Today marks the 99th anniversary of the Battle of Beersheba, and the historic charge of the 4th Light Horse Brigade.
CAPTION: The Charge of the Australian Light Horse at Beersheba, 1917, painted by George Lambert in 1920 (Australian War Memorial collection), depicts Australian troopers with bayonets in hand and rifles slung across their backs during the charge on Beersheba.
Australia suffered 67 casualties, including 31 killed in the attack on Beersheba, a heavily fortified town 43km from the then Turkish stronghold of Gaza.
The light horsemen charged the Turkish lines at a full gallop in three waves, 500 metres apart.
Using their bayonets as swords, the momentum of the surprise attack carried them through the Turkish defences and the Australians took more than 700 prisoners.
Minister for Veterans’ Affairs Dan Tehan acknowledged the battle as one of the great cavalry charges in military history.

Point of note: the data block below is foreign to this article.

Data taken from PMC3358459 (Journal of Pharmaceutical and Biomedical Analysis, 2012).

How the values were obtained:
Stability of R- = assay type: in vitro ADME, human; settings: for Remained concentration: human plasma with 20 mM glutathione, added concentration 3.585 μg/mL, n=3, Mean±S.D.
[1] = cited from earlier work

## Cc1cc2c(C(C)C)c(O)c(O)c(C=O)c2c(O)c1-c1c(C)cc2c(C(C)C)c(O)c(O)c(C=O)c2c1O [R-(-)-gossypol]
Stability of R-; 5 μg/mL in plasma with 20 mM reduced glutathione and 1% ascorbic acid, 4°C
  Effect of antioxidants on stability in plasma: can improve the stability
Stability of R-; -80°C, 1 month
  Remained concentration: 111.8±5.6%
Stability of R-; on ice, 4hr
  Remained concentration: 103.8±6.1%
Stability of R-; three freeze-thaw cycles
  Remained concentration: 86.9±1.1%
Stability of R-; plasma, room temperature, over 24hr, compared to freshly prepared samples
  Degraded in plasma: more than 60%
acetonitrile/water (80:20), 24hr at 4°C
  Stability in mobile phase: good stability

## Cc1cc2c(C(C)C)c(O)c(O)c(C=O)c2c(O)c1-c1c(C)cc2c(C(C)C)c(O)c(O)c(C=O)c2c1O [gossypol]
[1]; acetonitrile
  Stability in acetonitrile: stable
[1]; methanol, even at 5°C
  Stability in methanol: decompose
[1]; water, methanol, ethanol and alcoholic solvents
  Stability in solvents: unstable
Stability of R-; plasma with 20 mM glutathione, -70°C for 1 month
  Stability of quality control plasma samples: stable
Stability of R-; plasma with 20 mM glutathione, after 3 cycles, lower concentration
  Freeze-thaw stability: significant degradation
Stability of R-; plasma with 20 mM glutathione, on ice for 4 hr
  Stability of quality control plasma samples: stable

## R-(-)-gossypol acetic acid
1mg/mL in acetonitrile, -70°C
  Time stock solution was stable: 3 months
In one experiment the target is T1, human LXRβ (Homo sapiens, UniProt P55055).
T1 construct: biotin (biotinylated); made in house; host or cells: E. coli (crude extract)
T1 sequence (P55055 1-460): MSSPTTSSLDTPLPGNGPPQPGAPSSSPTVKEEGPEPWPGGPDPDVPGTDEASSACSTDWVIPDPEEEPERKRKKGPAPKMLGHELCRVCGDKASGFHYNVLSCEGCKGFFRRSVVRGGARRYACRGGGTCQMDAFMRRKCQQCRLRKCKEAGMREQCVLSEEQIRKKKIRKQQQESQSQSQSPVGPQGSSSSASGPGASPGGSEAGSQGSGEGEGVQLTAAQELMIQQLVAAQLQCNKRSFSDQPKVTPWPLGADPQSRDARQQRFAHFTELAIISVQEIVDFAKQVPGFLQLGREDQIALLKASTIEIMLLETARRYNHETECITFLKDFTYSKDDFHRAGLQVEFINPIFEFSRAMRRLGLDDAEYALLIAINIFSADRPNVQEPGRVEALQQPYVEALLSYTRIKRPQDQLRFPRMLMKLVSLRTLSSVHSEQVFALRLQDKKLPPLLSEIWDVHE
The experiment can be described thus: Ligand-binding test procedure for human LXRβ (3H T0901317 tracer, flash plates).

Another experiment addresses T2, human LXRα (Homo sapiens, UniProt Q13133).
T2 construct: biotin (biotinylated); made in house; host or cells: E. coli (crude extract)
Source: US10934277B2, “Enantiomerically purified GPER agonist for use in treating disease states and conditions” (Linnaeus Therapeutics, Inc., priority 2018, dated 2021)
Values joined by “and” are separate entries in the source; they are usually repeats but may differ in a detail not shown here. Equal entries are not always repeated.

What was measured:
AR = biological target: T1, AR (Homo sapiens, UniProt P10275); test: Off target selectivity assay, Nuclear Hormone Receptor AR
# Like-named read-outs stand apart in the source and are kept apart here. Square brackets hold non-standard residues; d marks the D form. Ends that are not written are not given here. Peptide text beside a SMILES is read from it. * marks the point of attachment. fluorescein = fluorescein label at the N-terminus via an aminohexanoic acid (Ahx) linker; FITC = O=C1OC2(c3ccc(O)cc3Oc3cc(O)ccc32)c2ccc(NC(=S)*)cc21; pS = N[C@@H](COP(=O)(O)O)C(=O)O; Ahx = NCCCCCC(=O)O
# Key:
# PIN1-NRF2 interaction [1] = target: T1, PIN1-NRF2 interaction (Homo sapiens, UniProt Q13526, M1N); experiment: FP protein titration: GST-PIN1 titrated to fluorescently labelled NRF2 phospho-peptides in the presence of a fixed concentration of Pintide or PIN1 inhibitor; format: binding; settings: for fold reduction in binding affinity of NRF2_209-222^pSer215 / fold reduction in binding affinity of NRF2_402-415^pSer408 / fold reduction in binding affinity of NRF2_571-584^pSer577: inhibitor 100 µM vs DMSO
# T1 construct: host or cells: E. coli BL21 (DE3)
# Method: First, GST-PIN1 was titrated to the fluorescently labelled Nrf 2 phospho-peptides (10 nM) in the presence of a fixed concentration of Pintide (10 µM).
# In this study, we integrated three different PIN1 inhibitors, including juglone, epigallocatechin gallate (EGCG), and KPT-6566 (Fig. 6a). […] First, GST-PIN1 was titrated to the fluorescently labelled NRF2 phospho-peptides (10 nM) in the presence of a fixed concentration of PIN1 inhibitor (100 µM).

“The Light Horse Regiments were largely made up of men from small towns across rural Australia, mounted on horses known as walers,” Mr Tehan said.
“The actions of the Light Horse at Beersheba became legendary, as they charged over open ground towards entrenched enemy positions.
“Today we remember the Australians who were killed or wounded in the battle and we are grateful for the service and sacrifice of the men who served in the 4th Light Horse Brigade and of every man and woman who has served in defence of our country.”
Next year is the 100th anniversary of the Battle of Beersheba in Be’er Sheva, Israel, and planning for a number of commemorative activities is underway.
A registration process for Australians wishing to attend commemorations will be conducted.
Details of the service and how to obtain an attendance pass will be announced on the DVA website when planning is completed.
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